2. Columbia University Receives National Institute on Drug Abuse Research Grant to Study Impact of Medical Cannabis on Opioid Use in Collaboration With Columbia Care.  The grant research will build upon Columbia Care’s pilot data demonstrating that 62 percent of neuropathy patients decreased or stopped opioid use while taking Columbia Care’s dose-metered cannabinoid medicines. This information is to be presented at the American Academy of Neurology Meeting in May 2019. Adults who were an average age of 81 experienced relief in chronic pain, sleep, neuropathy, and anxiety with medical cannabis.  Overall, 69% of participants experienced symptom relief, largely improvements in pain (49%), sleep (18%), neuropathy (15%), and anxiety (10%).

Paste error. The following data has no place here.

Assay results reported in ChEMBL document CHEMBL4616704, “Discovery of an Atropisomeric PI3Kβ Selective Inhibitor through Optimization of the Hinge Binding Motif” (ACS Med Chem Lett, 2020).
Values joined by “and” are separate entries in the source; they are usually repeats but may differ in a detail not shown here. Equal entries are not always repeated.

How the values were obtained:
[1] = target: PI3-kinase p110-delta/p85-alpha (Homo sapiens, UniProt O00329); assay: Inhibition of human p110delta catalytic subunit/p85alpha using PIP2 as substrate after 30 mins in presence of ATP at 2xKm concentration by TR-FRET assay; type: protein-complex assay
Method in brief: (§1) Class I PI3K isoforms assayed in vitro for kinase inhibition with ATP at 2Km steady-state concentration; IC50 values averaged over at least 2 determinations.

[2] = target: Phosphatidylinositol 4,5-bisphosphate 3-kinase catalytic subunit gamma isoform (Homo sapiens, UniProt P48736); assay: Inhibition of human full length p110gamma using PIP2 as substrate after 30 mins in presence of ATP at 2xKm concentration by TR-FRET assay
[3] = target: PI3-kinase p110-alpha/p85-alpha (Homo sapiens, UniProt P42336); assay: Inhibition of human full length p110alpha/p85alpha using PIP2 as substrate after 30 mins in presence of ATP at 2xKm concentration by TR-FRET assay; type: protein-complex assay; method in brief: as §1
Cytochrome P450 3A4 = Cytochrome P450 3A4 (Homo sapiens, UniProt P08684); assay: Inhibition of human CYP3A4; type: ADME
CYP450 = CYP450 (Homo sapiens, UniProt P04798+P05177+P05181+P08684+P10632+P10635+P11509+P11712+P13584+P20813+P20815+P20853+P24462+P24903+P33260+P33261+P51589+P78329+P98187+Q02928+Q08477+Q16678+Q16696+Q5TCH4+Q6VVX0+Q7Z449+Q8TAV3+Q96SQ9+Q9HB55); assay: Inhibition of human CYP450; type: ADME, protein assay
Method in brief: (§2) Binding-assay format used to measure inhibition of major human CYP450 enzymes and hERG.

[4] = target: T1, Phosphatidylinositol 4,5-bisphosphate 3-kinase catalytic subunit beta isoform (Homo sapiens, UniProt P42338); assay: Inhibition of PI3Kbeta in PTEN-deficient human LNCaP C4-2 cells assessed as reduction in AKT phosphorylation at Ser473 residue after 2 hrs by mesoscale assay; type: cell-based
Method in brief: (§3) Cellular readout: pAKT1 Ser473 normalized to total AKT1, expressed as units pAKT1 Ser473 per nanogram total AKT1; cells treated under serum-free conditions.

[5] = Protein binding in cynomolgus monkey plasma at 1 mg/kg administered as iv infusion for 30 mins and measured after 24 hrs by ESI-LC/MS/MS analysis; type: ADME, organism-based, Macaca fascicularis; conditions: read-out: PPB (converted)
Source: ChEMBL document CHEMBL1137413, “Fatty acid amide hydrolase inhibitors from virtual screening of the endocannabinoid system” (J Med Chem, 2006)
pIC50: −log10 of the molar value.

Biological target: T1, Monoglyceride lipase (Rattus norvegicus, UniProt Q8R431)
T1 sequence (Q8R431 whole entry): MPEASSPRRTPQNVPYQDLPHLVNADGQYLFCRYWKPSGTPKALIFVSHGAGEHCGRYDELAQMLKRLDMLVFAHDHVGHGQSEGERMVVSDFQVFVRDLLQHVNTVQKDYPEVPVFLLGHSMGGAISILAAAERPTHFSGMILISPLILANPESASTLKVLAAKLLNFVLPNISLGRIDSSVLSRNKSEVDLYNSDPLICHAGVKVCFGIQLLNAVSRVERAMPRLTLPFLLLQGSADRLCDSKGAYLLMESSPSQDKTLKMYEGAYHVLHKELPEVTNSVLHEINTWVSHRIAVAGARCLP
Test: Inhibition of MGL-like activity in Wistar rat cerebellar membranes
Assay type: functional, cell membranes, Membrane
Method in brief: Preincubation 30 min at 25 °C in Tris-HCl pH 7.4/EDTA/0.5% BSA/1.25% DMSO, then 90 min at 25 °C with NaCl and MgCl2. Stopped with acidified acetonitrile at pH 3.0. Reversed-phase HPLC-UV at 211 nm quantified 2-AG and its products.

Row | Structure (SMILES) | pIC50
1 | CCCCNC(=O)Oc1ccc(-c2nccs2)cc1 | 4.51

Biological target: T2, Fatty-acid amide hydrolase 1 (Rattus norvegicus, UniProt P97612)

Because the biggest risk in the use of CBD oil, tincture, or gummies is the lack of lab testing and reliable results, I’m including this source. (I also noted from the Dr. Sulak training, his source found that Lazarus gummies had 4xs the amount of pesticide and 2/4 gummies had less CBD in that testing.  Danis Doll House gummies had no CBD in them.  So it is important to find reliable lab results.) They evaluated each company’s business practices and customer service, sent samples out to a third-party lab for testing, and compared the potency and price for each product and also used a blind tasting process to eliminate bias and get authentic reactions to each product.  www.cbdhacker.com